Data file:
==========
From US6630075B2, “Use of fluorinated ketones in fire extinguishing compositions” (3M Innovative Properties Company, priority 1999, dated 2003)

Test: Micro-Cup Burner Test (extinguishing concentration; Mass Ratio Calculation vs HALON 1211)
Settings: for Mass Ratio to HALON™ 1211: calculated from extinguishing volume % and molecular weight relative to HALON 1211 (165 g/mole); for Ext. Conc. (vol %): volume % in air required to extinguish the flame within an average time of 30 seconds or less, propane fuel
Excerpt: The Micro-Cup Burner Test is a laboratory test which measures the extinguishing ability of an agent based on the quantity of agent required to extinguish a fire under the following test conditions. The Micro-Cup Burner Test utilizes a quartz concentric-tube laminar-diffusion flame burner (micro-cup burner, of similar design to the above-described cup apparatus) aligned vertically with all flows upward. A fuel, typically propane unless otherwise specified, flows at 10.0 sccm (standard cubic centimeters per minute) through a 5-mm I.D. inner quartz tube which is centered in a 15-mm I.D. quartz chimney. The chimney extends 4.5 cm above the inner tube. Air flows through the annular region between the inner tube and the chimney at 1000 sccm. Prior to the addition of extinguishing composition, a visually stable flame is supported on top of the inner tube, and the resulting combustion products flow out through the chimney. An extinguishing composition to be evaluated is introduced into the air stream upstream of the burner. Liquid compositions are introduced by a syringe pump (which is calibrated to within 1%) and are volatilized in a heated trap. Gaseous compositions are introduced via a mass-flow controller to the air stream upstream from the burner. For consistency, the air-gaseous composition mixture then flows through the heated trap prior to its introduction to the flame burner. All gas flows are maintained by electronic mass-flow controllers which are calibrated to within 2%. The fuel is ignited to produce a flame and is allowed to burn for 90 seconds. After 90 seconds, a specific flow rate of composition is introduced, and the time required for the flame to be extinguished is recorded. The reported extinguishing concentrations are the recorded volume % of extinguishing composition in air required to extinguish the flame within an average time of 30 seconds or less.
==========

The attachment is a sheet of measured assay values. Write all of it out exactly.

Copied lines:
From US6630075B2, “Use of fluorinated ketones in fire extinguishing compositions” (3M Innovative Properties Company, priority 1999, dated 2003)

Test: Micro-Cup Burner Test (extinguishing concentration; Mass Ratio Calculation vs HALON 1211)
Settings: for Mass Ratio to HALON™ 1211: calculated from extinguishing volume % and molecular weight relative to HALON 1211 (165 g/mole); for Ext. Conc. (vol %): volume % in air required to extinguish the flame within an average time of 30 seconds or less, propane fuel
Excerpt: The Micro-Cup Burner Test is a laboratory test which measures the extinguishing ability of an agent based on the quantity of agent required to extinguish a fire under the following test conditions. The Micro-Cup Burner Test utilizes a quartz concentric-tube laminar-diffusion flame burner (micro-cup burner, of similar design to the above-described cup apparatus) aligned vertically with all flows upward. A fuel, typically propane unless otherwise specified, flows at 10.0 sccm (standard cubic centimeters per minute) through a 5-mm I.D. inner quartz tube which is centered in a 15-mm I.D. quartz chimney. The chimney extends 4.5 cm above the inner tube. Air flows through the annular region between the inner tube and the chimney at 1000 sccm. Prior to the addition of extinguishing composition, a visually stable flame is supported on top of the inner tube, and the resulting combustion products flow out through the chimney. An extinguishing composition to be evaluated is introduced into the air stream upstream of the burner. Liquid compositions are introduced by a syringe pump (which is calibrated to within 1%) and are volatilized in a heated trap. Gaseous compositions are introduced via a mass-flow controller to the air stream upstream from the burner. For consistency, the air-gaseous composition mixture then flows through the heated trap prior to its introduction to the flame burner. All gas flows are maintained by electronic mass-flow controllers which are calibrated to within 2%. The fuel is ignited to produce a flame and is allowed to burn for 90 seconds. After 90 seconds, a specific flow rate of composition is introduced, and the time required for the flame to be extinguished is recorded. The reported extinguishing concentrations are the recorded volume % of extinguishing composition in air required to extinguish the flame within an average time of 30 seconds or less.